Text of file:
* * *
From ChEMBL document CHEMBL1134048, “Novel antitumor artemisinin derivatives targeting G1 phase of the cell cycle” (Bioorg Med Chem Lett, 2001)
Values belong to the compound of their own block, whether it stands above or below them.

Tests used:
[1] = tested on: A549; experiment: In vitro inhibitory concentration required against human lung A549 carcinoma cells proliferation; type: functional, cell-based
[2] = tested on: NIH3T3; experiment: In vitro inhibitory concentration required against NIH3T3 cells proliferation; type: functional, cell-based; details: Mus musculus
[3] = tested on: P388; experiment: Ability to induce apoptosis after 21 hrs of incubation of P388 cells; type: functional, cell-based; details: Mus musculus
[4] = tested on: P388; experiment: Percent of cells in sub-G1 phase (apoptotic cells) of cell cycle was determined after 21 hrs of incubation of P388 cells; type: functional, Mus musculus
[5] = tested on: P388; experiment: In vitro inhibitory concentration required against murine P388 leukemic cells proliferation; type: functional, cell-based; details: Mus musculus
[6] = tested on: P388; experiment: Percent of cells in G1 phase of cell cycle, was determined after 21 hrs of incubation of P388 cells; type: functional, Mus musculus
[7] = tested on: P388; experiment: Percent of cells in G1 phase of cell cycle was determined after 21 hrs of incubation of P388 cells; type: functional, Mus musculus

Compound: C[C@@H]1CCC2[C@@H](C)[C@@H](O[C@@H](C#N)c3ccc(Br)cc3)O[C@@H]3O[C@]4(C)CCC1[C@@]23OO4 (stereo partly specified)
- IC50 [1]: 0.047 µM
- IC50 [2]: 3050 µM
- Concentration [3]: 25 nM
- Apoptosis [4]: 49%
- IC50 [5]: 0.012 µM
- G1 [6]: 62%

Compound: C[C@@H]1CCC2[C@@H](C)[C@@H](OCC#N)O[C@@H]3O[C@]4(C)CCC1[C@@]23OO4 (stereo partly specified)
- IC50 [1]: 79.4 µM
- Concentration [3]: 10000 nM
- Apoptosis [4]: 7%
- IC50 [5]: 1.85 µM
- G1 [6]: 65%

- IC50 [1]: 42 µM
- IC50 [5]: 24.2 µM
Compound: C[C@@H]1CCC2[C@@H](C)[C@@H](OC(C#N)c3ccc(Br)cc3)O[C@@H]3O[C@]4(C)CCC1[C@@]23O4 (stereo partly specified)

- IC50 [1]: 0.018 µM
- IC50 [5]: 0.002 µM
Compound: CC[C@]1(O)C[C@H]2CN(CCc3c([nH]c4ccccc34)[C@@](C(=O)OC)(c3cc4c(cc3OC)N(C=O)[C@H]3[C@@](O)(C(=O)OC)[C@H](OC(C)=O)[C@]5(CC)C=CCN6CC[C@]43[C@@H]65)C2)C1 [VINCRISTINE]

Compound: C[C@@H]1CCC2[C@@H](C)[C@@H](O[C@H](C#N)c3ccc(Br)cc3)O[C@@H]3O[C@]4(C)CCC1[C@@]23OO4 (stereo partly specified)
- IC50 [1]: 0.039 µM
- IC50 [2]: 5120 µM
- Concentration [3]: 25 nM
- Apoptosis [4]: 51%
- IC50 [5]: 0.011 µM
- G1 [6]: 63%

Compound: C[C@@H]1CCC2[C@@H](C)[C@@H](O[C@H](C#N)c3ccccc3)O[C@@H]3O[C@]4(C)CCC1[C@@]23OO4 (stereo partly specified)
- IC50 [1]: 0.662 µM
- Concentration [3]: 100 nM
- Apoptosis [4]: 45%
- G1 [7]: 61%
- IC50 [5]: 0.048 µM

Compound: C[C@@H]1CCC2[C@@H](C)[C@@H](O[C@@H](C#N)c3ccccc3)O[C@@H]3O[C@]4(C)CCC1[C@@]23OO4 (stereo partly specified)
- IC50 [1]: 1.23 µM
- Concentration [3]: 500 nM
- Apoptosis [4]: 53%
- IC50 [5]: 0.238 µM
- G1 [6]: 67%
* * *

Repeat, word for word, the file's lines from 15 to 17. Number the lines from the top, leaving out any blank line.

- Apoptosis [4]: 49%
- IC50 [5]: 0.012 µM
- G1 [6]: 62%